The idea of cryptocurrencies is absolutely genius, and they’ve certainly become more popular over the past few years. Bitcoin has come a long way since its original release in 2009, and its future seems promising. Bitcoin, which represents the leading cryptocurrency, has already reported a rise of over 300% in 2017. Only a month ago, Bitcoin was worth $2,000, and now it’s doubled in value. It hit a record high last week at $4,500, and has decreased slightly since then, sitting at $4,276 today.
There are many advantages to using cryptocurrencies. You’re not supporting big banks, it’s anonymous and secure, and you don’t have to pay any online transaction fees or bank transfer costs, which can get pretty steep when dealing with large sums of money.
However, there are perhaps more roadblocks than advantages when it comes to cryptocurrencies, one of which is the potential for government intervention. Of course, in some cases this is necessary, given the potential for money transfers going toward human trafficking, drug smuggling, and other illegal activities, but even regular users were worried about the potential for government intervention due to taxation issues and concerns over U.S. border control/customs regulations.
As a result, U.S. Congress members are drafting a new bill that will protect cryptocurrencies from government interference, while simultaneously ensuring that users meet minimum requirements to prevent these currencies from being used by criminals. In essence, the government is creating a bill that both allows and disallows government interference.
The Bill That Could Help Cryptocurrencies Become Mainstream
The proposed legislation is aimed at protecting cryptocurrencies from being used to conduct illegal activities, while aiding in mainstream adoption. It has been speculated that at least one Republican Senator and two Republican Congressmen are drafting it. Further details have not yet been provided given the sensitive nature of the topic.
According to the Cointelegraph, the bill is aimed at preventing cryptocurrency from being considered as “a form of security or an investment,” from being taxed, and from federal government interference.
Potential interference has posed some issues in the past; in May 2017 the Combating Money Laundering, Terrorist Financing, and Counterfeiting Act of 2017 attempted to force cryptocurrency users who had more than $10,000 on their person to disclose it when going through U.S. customs. This posed a problem because cryptocurrencies like Bitcoin are always considered to be “on one’s person” since it’s all online.
Of course, people have also been skeptical of cryptocurrencies given the bad rap they often get due to underground payments being made for drug smuggling, human trafficking, and other illegal crimes. This is one of the biggest challenges, if not the biggest, when it comes to people trusting cryptocurrencies and actually implementing the use of them wide-scale.
To mitigate the amount of illegal activity conducted using cryptocurrencies, users will need to meet a set of minimum requirements in order to be awarded with the benefits from this bill.
If you’d like to learn more about Bitcoin and the usage of cryptocurrencies, check out this CE article:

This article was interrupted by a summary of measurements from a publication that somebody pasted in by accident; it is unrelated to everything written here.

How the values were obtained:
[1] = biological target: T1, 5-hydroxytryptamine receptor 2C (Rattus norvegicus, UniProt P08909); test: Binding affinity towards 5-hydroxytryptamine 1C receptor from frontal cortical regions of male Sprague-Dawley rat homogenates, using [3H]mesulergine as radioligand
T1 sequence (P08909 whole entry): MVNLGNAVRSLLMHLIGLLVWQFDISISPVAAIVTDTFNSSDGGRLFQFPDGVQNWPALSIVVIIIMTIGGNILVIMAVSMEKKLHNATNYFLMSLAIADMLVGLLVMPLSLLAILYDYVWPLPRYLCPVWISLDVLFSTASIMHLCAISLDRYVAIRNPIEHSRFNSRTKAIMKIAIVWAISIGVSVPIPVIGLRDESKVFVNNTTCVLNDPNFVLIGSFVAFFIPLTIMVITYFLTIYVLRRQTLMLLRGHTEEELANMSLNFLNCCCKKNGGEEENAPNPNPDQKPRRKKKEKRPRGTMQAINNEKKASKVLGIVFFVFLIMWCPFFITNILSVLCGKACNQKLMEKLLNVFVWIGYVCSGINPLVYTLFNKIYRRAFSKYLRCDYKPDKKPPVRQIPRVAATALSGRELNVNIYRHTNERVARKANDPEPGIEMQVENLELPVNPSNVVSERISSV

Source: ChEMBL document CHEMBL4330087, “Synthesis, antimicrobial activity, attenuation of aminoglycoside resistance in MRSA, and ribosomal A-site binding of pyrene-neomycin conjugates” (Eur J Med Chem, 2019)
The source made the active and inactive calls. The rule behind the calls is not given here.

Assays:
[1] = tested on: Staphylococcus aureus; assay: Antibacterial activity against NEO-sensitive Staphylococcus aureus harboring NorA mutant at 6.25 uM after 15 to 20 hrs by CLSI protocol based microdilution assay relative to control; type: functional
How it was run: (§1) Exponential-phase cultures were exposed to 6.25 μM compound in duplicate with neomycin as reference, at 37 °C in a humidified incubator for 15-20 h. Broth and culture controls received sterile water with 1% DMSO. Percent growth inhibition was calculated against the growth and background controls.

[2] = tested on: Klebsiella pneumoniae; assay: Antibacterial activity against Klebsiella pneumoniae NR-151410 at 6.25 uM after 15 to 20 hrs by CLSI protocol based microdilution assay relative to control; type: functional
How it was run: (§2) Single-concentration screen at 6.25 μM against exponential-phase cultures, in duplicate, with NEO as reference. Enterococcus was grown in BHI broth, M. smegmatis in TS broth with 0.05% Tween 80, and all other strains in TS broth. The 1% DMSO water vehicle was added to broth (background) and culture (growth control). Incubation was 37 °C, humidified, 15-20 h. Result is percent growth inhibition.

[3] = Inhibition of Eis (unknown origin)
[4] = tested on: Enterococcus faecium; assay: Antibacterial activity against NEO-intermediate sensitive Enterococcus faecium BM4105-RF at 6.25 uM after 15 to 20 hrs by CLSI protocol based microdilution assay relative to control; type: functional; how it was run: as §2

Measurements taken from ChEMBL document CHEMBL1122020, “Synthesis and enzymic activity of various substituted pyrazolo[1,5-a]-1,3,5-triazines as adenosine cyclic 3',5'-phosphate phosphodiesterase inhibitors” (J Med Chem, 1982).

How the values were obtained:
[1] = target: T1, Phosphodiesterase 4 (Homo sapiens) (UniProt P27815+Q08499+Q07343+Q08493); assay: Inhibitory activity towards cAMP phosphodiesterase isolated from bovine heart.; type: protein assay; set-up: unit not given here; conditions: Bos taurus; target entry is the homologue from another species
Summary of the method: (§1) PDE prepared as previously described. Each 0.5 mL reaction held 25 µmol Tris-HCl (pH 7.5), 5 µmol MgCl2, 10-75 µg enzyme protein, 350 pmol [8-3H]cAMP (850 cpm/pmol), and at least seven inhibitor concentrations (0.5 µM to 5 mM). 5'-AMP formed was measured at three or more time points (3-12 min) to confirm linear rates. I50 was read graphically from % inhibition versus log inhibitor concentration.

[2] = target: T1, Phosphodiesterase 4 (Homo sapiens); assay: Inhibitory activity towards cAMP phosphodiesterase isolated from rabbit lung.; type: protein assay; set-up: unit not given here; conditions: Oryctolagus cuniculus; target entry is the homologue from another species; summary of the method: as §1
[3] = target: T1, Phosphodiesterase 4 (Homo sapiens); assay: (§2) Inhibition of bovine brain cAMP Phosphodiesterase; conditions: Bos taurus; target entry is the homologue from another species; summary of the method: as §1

Previous Concerns and Scandals Surrounding Bitcoin
As previously mentioned, part of the concern the public has regarding Bitcoin and other cryptocurrencies relates to how they could aid illegal activities. The fact that many cryptocurrencies are extremely efficient, completely anonymous, and practically untraceable obviously bodes well for criminal activities. This has been a hurdle for both mainstream adoption and government intervention.
One such controversy occurred when a British model was kidnapped and almost sold on the dark web as a sex slave. The criminal involved was asking for payment in the form of Bitcoin, and police found proof that the kidnapper had auctioned off other women before the model.
The FBI has also reported on this issue, disclosing that cybercrimes were responsible for $1.3 billion in losses during 2016 alone. There was an increase in Bitcoin-related crimes, as many involved ransomware that would infect users’ computers and then hold users’ files as “ransom.” The hackers would then demand payment in return for their files, typically in the form of Bitcoin.
Earlier this year, Forbes actually reported: “On the contrary – the only reason Bitcoin has value to anyone is because of the underlying value as a medium of exchange for lawbreakers. If we could flip a switch and eliminate all illegal uses of Bitcoin, there would be nothing left of the cybercurrency.”
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Does cybercurrency represent our future monetary system? Who knows! It certainly has the potential to replace physical money, but there’s no denying that there are many drawbacks as well. On the one hand, do you really want to be supporting something that is directly linked with criminal activities? Then again, the big banks and Federal Reserve are linked to some serious corruption, too.
Nevertheless, this bill represents an interesting opportunity to increase usage of cryptocurrencies, though only time will tell if cryptocurrencies will actually be adopted on a grand scale. The questions here are, do the benefits of using cryptocurrencies outweigh the disadvantages, and could they really revolutionize our monetary system?
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